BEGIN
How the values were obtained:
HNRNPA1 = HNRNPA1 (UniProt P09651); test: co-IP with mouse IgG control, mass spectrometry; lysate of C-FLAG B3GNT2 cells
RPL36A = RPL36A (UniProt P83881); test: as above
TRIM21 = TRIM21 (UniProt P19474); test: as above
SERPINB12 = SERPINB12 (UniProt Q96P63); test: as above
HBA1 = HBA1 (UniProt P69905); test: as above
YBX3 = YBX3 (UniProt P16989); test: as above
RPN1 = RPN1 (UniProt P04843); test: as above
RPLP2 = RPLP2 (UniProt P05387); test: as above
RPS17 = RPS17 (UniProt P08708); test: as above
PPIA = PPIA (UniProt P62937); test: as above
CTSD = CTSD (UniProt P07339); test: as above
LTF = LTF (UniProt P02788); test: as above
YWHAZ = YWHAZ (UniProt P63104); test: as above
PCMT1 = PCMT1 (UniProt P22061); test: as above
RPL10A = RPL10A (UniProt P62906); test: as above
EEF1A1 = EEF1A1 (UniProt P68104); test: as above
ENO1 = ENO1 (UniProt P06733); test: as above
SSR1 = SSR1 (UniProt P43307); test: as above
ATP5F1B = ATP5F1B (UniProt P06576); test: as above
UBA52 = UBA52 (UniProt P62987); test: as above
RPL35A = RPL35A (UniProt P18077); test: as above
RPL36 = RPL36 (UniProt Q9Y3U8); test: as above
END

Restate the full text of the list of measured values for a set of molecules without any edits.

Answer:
How the values were obtained:
HNRNPA1 = HNRNPA1 (UniProt P09651); test: co-IP with mouse IgG control, mass spectrometry; lysate of C-FLAG B3GNT2 cells
RPL36A = RPL36A (UniProt P83881); test: as above
TRIM21 = TRIM21 (UniProt P19474); test: as above
SERPINB12 = SERPINB12 (UniProt Q96P63); test: as above
HBA1 = HBA1 (UniProt P69905); test: as above
YBX3 = YBX3 (UniProt P16989); test: as above
RPN1 = RPN1 (UniProt P04843); test: as above
RPLP2 = RPLP2 (UniProt P05387); test: as above
RPS17 = RPS17 (UniProt P08708); test: as above
PPIA = PPIA (UniProt P62937); test: as above
CTSD = CTSD (UniProt P07339); test: as above
LTF = LTF (UniProt P02788); test: as above
YWHAZ = YWHAZ (UniProt P63104); test: as above
PCMT1 = PCMT1 (UniProt P22061); test: as above
RPL10A = RPL10A (UniProt P62906); test: as above
EEF1A1 = EEF1A1 (UniProt P68104); test: as above
ENO1 = ENO1 (UniProt P06733); test: as above
SSR1 = SSR1 (UniProt P43307); test: as above
ATP5F1B = ATP5F1B (UniProt P06576); test: as above
UBA52 = UBA52 (UniProt P62987); test: as above
RPL35A = RPL35A (UniProt P18077); test: as above
RPL36 = RPL36 (UniProt Q9Y3U8); test: as above